KATU 2 News - Portland, Oregon
Pet owners snap up insurance, but is it worth it?
April 28, 2006
- By Corinna Allen
Exclusive to KATU.com
PORTLAND, Ore. - When Teresa Di Lorenzo's Lab/Shepard mix blew out a knee ten years ago, the surgery to fix it set her back $2,500 dollars.
But she didn't bat an eye. Her pet insurance covered 90 percent of the cost. "it makes it easier to say 'yes, do it" she says.
Now the owner of two Corgies, she pays a total of $800 dollars a year to insure them.
The self described "active" pet owner has used to insurance to cover everything from an MRI and abdominal surgery to cancer and radiation treatment.
She's at the upper end of the spectrum. Most pet owners can expect to pay $10 to $50 dollars a month for preventative care and come coverage for traumatic injury.
It's a growing trend. Veterinary Pet Insurance is the largest carrier, last year they insured nearly 420 million pets. That's up from 157 million back in the year 2000.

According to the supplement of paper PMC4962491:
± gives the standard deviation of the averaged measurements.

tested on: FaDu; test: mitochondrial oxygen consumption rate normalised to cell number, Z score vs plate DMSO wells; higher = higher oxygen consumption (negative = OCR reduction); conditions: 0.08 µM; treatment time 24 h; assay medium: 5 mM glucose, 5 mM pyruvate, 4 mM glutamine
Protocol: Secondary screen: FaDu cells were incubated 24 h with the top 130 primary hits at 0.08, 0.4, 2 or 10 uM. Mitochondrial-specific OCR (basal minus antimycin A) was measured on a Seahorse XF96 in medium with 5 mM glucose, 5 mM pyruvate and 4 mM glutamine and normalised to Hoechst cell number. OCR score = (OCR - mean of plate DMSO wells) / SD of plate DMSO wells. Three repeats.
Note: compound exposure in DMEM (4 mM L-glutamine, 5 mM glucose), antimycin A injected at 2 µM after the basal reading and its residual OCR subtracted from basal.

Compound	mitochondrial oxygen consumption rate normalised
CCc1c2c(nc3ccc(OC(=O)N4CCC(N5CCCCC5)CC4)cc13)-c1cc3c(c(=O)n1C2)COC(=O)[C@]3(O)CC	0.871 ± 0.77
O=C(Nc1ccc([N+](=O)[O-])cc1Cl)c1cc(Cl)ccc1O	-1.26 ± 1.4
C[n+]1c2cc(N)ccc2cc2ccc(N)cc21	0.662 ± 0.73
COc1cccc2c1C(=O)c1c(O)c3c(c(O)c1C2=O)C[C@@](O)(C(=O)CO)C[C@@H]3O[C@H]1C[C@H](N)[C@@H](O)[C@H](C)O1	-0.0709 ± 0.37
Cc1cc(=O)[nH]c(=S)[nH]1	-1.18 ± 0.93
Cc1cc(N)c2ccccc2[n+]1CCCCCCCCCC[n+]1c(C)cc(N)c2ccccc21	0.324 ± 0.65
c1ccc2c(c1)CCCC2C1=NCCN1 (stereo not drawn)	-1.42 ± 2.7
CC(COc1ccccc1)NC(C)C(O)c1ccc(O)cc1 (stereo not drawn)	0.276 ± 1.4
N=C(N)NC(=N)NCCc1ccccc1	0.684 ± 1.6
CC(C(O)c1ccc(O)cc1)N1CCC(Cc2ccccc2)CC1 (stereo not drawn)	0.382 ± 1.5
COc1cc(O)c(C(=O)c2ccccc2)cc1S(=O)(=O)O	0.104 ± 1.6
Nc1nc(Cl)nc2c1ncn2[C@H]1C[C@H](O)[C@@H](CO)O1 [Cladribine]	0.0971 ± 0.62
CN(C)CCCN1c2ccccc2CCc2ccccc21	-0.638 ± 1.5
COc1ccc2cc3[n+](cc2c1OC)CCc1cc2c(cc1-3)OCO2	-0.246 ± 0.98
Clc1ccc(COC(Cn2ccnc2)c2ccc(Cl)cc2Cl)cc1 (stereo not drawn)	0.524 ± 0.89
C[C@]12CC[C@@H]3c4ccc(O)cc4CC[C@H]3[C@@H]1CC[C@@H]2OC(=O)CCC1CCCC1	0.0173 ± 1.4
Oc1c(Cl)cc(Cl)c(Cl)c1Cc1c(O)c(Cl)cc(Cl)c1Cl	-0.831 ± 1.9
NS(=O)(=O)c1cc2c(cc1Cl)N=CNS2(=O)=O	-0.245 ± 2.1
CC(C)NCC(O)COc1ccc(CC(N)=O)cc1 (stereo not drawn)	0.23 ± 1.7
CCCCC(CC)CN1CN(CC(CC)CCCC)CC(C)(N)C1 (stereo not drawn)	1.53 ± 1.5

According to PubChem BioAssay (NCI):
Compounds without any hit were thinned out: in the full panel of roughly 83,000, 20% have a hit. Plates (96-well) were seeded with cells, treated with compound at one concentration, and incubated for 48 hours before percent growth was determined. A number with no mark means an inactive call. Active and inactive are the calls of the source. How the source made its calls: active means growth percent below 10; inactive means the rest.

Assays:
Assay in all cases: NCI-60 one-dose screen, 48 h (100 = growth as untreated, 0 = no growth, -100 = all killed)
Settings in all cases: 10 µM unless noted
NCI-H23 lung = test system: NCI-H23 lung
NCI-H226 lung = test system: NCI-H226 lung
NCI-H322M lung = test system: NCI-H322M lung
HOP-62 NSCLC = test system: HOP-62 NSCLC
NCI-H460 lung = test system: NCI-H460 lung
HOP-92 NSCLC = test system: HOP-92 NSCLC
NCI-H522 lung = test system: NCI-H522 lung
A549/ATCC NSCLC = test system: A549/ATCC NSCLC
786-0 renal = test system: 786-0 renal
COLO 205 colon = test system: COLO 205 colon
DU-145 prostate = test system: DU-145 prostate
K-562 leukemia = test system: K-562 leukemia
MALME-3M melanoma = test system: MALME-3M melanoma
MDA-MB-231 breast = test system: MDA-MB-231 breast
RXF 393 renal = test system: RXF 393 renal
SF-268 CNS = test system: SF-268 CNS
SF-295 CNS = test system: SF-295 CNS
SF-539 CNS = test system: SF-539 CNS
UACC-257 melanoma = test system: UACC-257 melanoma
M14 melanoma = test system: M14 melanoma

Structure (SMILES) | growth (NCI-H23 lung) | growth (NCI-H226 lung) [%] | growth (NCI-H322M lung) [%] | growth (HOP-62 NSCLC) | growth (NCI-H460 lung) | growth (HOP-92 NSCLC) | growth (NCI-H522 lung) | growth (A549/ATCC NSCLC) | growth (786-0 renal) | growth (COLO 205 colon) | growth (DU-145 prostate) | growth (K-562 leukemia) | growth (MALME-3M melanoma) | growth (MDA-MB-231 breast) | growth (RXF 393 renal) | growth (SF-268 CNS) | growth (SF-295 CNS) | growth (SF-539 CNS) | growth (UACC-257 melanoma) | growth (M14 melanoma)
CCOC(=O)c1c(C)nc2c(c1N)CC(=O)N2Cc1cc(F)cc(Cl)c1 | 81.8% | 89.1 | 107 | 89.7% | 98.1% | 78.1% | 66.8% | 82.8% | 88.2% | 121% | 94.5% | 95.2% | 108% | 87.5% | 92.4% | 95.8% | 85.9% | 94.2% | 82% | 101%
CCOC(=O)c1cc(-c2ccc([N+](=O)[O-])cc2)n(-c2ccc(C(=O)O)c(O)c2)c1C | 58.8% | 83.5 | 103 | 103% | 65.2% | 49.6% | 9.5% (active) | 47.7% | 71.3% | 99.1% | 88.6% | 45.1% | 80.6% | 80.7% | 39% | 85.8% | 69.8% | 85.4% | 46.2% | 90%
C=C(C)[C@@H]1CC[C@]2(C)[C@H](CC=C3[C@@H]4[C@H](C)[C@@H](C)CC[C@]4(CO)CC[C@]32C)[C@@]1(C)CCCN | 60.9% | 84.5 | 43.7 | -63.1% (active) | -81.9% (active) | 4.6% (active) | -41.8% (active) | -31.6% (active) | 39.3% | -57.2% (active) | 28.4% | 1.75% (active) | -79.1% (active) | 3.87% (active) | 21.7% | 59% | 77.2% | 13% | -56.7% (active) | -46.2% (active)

Chief Executive Jack Stephens estimates their policy holders file about 1.5 claims a year, and the average claim is about $300.00.
Pet columnist Steve Dale likes pet insurance because it makes modern care possible for many who might not otherwise be able to afford it. "it dramatically lessens the chances of what's called economic euthanasia -- putting a pet down because of the pocketbook."
But leaders at Consumer Reports Magazine say pet insurance is not worth the money.
An article in the July 2003 issue compared five popular pet insurance plans.
The report found that if a hypothetical dog's owner in Oakland, CA, filed nine claims over 11 years for common ailments, such as a broken leg and ear infections, the owners would always end up paying more through insurance than if they just paid the veterinarian directly, sometimes more than $3,000.00 more.
When the same dog had major ailments over 11 years, such as hip replacements, only three of the five plans left the owner better off than paying directly.
The magazine's managing editor Kim Kleman recommends that if you're worried about having enough money to keep your pet healthy, start a savings account.
That way, you'll have the money if you need it. And if you don't need it, it goes back in your pocket.
Still, pet owners like Teresa DiLorenzo are sold on insurance. She goes back to her dog's cancer treatment that cost more than $5,000 dollars.
"They made no money on me." she says.
any pet owners here have insurance for their pets?